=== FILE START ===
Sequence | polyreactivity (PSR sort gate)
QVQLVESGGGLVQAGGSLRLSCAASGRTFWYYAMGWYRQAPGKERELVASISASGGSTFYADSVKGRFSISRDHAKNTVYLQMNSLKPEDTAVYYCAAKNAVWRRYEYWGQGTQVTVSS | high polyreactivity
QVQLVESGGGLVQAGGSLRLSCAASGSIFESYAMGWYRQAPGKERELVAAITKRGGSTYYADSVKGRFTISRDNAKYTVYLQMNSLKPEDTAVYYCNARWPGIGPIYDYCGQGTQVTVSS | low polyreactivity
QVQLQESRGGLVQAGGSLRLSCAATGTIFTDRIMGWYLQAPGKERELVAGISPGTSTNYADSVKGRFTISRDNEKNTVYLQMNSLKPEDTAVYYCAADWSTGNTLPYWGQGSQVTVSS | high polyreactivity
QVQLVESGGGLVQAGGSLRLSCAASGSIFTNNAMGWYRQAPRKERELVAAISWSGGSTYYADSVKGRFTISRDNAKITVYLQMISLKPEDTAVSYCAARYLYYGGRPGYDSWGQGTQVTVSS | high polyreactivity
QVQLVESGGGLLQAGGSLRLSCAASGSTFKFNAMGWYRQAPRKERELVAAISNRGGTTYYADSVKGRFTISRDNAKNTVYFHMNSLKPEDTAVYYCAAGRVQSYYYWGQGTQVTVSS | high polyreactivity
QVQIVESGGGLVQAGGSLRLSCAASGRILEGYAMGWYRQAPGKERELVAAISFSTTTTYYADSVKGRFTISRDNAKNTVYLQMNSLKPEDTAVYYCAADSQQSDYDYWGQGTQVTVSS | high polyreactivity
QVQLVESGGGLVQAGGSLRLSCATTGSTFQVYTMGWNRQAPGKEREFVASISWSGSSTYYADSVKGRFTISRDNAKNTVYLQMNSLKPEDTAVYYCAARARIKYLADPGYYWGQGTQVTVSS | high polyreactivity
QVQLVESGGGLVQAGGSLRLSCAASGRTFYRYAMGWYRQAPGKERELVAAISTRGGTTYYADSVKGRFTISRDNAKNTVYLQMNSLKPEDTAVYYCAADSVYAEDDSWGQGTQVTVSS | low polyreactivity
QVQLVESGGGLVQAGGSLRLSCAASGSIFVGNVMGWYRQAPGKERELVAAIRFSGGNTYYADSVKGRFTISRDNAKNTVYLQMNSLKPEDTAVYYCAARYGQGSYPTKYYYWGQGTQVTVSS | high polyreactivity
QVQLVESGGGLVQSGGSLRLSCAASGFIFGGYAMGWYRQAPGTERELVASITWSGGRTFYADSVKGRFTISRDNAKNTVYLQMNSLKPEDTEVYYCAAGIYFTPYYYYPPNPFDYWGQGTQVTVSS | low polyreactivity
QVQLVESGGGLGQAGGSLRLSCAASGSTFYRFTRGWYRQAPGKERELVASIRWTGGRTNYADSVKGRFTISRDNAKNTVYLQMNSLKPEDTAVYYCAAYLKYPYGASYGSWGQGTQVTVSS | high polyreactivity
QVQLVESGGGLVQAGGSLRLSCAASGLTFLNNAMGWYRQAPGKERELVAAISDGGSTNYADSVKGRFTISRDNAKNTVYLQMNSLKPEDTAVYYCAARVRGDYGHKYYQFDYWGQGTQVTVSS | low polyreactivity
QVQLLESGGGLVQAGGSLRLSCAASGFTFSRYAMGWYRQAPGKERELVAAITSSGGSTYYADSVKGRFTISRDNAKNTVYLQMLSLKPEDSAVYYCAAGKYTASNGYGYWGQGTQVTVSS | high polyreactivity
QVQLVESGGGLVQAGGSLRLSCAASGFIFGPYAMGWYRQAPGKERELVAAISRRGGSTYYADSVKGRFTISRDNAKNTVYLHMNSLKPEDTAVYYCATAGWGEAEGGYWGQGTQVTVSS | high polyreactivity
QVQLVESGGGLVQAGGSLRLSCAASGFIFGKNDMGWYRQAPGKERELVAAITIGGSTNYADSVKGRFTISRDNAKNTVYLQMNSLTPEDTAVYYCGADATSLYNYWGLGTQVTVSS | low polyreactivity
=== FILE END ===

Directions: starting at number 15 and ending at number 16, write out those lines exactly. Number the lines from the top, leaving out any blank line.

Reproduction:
QVQLVESGGGLVQAGGSLRLSCAASGFIFGPYAMGWYRQAPGKERELVAAISRRGGSTYYADSVKGRFTISRDNAKNTVYLHMNSLKPEDTAVYYCATAGWGEAEGGYWGQGTQVTVSS | high polyreactivity
QVQLVESGGGLVQAGGSLRLSCAASGFIFGKNDMGWYRQAPGKERELVAAITIGGSTNYADSVKGRFTISRDNAKNTVYLQMNSLTPEDTAVYYCGADATSLYNYWGLGTQVTVSS | low polyreactivity